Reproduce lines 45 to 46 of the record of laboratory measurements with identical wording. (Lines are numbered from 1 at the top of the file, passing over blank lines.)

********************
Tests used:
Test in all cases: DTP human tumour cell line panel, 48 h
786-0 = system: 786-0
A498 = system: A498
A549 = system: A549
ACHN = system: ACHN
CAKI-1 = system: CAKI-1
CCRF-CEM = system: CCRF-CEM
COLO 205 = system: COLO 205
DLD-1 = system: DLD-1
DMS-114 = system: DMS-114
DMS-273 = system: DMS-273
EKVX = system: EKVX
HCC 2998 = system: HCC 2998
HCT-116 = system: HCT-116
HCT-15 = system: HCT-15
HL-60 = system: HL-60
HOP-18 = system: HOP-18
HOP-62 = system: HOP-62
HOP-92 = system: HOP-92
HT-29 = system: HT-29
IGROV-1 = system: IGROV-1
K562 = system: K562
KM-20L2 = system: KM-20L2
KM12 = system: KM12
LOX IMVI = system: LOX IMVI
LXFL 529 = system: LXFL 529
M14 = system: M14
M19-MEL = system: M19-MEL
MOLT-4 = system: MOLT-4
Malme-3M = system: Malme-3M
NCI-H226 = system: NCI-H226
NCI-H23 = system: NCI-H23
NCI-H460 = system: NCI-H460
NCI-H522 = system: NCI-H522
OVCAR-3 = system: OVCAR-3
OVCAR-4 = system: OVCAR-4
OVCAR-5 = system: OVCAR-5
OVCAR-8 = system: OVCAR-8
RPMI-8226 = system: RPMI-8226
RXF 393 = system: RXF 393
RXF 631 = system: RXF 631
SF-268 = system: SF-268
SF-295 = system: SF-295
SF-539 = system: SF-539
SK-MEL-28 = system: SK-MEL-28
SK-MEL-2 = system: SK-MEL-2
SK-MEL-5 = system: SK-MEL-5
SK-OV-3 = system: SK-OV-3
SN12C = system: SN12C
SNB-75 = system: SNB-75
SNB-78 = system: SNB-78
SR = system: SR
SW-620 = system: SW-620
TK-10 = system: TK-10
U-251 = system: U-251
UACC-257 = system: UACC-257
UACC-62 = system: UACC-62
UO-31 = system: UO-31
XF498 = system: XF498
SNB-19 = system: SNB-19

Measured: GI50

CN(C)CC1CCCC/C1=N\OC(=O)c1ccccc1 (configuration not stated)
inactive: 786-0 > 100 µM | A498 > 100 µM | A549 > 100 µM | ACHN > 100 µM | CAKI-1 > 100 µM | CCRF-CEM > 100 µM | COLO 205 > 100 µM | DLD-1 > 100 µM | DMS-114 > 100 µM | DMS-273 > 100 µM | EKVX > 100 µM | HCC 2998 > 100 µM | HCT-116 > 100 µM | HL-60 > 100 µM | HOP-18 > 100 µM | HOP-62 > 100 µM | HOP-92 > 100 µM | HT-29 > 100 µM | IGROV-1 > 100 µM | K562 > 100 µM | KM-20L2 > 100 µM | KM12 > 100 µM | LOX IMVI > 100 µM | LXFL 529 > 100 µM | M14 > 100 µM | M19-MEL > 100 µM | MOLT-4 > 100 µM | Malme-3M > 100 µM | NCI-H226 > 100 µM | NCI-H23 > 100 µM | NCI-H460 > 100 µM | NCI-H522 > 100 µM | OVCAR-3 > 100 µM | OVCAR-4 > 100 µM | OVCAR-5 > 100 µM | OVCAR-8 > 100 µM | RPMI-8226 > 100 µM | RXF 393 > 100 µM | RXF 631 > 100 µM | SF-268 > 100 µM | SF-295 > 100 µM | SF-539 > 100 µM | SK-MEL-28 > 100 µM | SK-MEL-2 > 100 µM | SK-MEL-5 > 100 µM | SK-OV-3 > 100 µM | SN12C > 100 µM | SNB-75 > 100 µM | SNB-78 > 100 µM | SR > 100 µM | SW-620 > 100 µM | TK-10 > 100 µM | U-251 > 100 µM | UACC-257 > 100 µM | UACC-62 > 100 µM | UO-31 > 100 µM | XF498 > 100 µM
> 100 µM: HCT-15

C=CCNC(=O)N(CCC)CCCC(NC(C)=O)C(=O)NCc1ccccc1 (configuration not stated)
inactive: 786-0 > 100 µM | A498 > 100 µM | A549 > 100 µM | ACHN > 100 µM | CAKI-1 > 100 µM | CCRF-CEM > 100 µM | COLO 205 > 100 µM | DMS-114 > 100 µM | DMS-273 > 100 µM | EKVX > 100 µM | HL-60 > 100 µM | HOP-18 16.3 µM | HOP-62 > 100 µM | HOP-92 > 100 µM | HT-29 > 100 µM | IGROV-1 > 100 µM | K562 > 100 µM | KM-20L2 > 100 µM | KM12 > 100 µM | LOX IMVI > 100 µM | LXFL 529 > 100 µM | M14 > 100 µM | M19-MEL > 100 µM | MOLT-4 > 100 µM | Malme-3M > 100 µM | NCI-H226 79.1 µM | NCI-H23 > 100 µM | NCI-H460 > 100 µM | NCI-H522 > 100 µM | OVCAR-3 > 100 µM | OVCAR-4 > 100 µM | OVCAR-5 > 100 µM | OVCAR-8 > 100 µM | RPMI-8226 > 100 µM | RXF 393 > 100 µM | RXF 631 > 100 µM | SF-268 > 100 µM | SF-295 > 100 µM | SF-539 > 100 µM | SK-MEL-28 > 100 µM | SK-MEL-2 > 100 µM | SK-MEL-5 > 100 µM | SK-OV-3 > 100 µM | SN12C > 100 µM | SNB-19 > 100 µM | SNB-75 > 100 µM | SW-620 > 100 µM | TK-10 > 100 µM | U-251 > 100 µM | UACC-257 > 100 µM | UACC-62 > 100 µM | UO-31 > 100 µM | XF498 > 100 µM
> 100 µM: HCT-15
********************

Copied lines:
SF-539 = system: SF-539
SK-MEL-28 = system: SK-MEL-28